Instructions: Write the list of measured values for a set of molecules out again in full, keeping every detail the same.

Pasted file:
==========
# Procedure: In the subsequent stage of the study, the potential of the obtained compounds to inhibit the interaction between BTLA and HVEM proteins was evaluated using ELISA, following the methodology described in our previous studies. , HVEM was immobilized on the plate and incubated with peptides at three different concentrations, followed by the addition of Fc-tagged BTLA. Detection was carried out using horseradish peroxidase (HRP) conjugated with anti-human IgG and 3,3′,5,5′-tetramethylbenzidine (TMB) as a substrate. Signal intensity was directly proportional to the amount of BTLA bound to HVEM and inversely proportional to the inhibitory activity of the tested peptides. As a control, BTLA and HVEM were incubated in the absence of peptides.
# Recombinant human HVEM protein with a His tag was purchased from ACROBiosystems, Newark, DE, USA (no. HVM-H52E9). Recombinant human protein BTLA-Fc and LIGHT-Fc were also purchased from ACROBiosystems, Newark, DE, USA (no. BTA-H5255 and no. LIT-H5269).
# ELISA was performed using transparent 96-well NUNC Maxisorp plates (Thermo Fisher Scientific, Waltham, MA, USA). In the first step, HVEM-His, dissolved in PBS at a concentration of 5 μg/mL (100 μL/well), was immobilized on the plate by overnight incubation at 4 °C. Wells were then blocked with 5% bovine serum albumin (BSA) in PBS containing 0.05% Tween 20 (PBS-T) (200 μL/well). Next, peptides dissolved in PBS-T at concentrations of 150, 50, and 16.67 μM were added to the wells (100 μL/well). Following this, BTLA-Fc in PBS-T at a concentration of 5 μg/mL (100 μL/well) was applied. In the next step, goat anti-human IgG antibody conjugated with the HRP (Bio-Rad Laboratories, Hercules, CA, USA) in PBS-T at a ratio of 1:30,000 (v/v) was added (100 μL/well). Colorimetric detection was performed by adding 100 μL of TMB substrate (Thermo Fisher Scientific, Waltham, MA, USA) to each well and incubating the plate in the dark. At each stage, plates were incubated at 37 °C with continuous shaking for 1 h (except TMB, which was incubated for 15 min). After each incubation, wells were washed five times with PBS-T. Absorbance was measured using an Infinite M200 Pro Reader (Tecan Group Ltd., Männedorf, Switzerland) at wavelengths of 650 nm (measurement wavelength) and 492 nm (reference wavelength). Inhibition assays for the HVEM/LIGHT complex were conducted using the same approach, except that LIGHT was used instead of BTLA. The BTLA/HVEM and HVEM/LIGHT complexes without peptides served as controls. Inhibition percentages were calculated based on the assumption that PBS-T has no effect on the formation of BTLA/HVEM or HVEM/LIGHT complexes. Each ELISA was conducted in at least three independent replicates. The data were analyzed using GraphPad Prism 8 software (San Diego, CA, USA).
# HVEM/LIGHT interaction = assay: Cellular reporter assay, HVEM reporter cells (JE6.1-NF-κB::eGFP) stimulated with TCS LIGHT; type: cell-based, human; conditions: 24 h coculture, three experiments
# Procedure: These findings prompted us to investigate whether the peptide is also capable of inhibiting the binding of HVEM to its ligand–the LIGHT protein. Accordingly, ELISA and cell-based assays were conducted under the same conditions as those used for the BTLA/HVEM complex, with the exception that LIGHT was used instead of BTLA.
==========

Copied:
# Procedure: In the subsequent stage of the study, the potential of the obtained compounds to inhibit the interaction between BTLA and HVEM proteins was evaluated using ELISA, following the methodology described in our previous studies. , HVEM was immobilized on the plate and incubated with peptides at three different concentrations, followed by the addition of Fc-tagged BTLA. Detection was carried out using horseradish peroxidase (HRP) conjugated with anti-human IgG and 3,3′,5,5′-tetramethylbenzidine (TMB) as a substrate. Signal intensity was directly proportional to the amount of BTLA bound to HVEM and inversely proportional to the inhibitory activity of the tested peptides. As a control, BTLA and HVEM were incubated in the absence of peptides.
# Recombinant human HVEM protein with a His tag was purchased from ACROBiosystems, Newark, DE, USA (no. HVM-H52E9). Recombinant human protein BTLA-Fc and LIGHT-Fc were also purchased from ACROBiosystems, Newark, DE, USA (no. BTA-H5255 and no. LIT-H5269).
# ELISA was performed using transparent 96-well NUNC Maxisorp plates (Thermo Fisher Scientific, Waltham, MA, USA). In the first step, HVEM-His, dissolved in PBS at a concentration of 5 μg/mL (100 μL/well), was immobilized on the plate by overnight incubation at 4 °C. Wells were then blocked with 5% bovine serum albumin (BSA) in PBS containing 0.05% Tween 20 (PBS-T) (200 μL/well). Next, peptides dissolved in PBS-T at concentrations of 150, 50, and 16.67 μM were added to the wells (100 μL/well). Following this, BTLA-Fc in PBS-T at a concentration of 5 μg/mL (100 μL/well) was applied. In the next step, goat anti-human IgG antibody conjugated with the HRP (Bio-Rad Laboratories, Hercules, CA, USA) in PBS-T at a ratio of 1:30,000 (v/v) was added (100 μL/well). Colorimetric detection was performed by adding 100 μL of TMB substrate (Thermo Fisher Scientific, Waltham, MA, USA) to each well and incubating the plate in the dark. At each stage, plates were incubated at 37 °C with continuous shaking for 1 h (except TMB, which was incubated for 15 min). After each incubation, wells were washed five times with PBS-T. Absorbance was measured using an Infinite M200 Pro Reader (Tecan Group Ltd., Männedorf, Switzerland) at wavelengths of 650 nm (measurement wavelength) and 492 nm (reference wavelength). Inhibition assays for the HVEM/LIGHT complex were conducted using the same approach, except that LIGHT was used instead of BTLA. The BTLA/HVEM and HVEM/LIGHT complexes without peptides served as controls. Inhibition percentages were calculated based on the assumption that PBS-T has no effect on the formation of BTLA/HVEM or HVEM/LIGHT complexes. Each ELISA was conducted in at least three independent replicates. The data were analyzed using GraphPad Prism 8 software (San Diego, CA, USA).
# HVEM/LIGHT interaction = assay: Cellular reporter assay, HVEM reporter cells (JE6.1-NF-κB::eGFP) stimulated with TCS LIGHT; type: cell-based, human; conditions: 24 h coculture, three experiments
# Procedure: These findings prompted us to investigate whether the peptide is also capable of inhibiting the binding of HVEM to its ligand–the LIGHT protein. Accordingly, ELISA and cell-based assays were conducted under the same conditions as those used for the BTLA/HVEM complex, with the exception that LIGHT was used instead of BTLA.